Did you know playing non-violent video games can help ease suffering from depression? Well, in a recent clinical study conducted by East Carolina University, 60 test subjects diagnosed with clinical depression were monitored for changes in symptoms and mood after playing G-rated video games. The results were nothing less than remarkable.
Compared to a control group comprised of half of the sixty who did not play the games, test group participants realized a reduction in their symptoms by an average 57%. Improvements in mood and heightened levels of anxiety were also recorded.
Dr. Carmen Russoniello, director of East Carolina University's biofeedback clinic and psycho-physiology lab talked the notable results of the study by stating, "The results of this study clearly demonstrate the intrinsic value of certain casual games in terms of significant, positive effects on the moods and anxiety levels of people suffering from any level of depression."
Dr. Russoniello went on to advocate the playing of these games by stating, "Given that only 25 percent of people who suffer from depression are receiving treatment, it seems prudent to make these low-cost, readily accessible casual games video games available to those who need them. They should be made available at health clinics, community centers, online 'medical sites,' and given out by therapists as a means of intervention."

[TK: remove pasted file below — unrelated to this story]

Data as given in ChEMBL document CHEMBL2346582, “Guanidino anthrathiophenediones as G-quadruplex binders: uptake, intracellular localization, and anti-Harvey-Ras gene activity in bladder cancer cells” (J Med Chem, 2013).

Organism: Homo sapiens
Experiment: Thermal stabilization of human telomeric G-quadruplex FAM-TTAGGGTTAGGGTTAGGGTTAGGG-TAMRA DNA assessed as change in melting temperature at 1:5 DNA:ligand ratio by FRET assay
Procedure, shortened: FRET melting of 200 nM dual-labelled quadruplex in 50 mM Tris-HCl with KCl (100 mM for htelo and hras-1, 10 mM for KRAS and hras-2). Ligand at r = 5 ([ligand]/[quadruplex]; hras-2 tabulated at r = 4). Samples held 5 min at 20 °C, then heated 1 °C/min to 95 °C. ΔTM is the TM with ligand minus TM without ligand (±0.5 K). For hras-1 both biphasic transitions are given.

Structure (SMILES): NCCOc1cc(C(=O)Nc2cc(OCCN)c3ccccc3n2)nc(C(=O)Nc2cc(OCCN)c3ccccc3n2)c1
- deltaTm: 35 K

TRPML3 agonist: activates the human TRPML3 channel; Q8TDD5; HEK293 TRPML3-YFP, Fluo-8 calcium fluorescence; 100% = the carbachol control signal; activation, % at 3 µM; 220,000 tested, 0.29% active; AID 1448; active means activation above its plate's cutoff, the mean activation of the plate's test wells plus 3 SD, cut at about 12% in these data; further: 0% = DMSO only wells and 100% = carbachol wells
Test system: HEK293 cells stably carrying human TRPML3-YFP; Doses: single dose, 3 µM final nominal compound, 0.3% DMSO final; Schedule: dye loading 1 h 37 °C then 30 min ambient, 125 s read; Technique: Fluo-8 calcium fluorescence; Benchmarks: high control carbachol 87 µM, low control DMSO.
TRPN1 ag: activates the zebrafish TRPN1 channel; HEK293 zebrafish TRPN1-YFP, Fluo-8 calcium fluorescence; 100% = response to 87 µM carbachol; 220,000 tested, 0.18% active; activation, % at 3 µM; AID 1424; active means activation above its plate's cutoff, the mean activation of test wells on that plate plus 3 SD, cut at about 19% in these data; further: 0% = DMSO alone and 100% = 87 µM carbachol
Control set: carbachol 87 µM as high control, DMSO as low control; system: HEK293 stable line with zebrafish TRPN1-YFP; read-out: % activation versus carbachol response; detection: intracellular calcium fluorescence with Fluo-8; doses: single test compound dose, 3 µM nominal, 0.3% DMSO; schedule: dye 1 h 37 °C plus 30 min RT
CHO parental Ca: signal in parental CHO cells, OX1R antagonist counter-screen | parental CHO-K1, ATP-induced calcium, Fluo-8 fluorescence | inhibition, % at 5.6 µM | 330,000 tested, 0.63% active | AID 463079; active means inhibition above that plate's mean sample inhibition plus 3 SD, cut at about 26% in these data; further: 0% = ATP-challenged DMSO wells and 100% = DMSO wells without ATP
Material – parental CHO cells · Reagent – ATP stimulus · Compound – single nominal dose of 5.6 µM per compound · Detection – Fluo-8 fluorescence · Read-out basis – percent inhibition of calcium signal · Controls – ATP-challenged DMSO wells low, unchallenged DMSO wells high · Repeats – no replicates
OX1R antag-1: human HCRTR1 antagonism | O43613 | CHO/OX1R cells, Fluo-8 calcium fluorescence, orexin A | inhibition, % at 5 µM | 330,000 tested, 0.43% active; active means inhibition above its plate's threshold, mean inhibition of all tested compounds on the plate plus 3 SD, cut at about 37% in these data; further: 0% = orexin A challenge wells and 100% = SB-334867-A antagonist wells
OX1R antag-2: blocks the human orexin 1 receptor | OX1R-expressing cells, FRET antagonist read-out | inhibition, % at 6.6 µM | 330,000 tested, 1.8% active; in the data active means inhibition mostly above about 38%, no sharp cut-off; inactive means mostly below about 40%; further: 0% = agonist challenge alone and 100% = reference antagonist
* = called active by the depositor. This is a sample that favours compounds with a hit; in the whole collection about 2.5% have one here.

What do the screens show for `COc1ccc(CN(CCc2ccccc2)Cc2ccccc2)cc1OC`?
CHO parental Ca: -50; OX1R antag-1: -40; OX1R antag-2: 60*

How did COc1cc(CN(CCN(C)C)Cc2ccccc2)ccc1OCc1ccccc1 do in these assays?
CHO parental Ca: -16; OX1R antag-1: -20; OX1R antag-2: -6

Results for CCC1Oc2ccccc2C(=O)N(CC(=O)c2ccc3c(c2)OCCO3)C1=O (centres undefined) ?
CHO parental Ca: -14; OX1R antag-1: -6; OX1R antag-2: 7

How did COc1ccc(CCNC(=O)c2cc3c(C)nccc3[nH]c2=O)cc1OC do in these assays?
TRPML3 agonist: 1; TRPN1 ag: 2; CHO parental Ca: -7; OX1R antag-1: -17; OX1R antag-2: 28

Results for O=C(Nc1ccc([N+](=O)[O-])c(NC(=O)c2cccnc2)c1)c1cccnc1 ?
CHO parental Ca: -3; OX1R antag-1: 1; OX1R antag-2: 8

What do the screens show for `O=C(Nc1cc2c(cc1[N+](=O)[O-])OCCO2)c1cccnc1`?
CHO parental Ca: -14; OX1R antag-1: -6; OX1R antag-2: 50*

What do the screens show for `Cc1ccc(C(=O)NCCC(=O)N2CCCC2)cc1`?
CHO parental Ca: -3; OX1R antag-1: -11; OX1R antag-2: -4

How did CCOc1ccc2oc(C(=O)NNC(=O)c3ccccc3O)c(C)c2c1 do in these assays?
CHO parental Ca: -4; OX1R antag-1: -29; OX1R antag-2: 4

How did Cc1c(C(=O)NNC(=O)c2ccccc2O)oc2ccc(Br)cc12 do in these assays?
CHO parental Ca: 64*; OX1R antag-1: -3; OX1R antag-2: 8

The study, underwritten by PopCap™, was designed to follow sixty subjects suffering from depression by tracking their psychological, psycho-physiological, and biochemical, states. Thirty subjects played Bejeweled簧, Peggle簧, and Bookworm Adventures簧 games, while the other thirty were placed in the non-playing control group.
Results were also analyzed for differences between male and female subjects, as well as, between older (25 or older) and younger (younger than 25) subjects.
All subjects in the video game playing group were reported to have achieved "across-the-board reductions" in symptoms.
Following the study, seven subjects who had been initially diagnosed with moderate to severe depression were now upgraded to minor or minimal depression. Nine subjects who had been diagnosed with minor depression were reduced to four subjects.
Additionally, those in the group playing these video games saw an average 36% improvement of their physical symptoms of depression.
Subjects' symptom improvements remained even after thirty minutes of playing the games and during the month the study was conducted.
If you're interested in reading more about the results of the study you will find them at the ECU web site.
So if you are suffering from depression you may find it beneficial to spend a little time playing some family-friendly video games.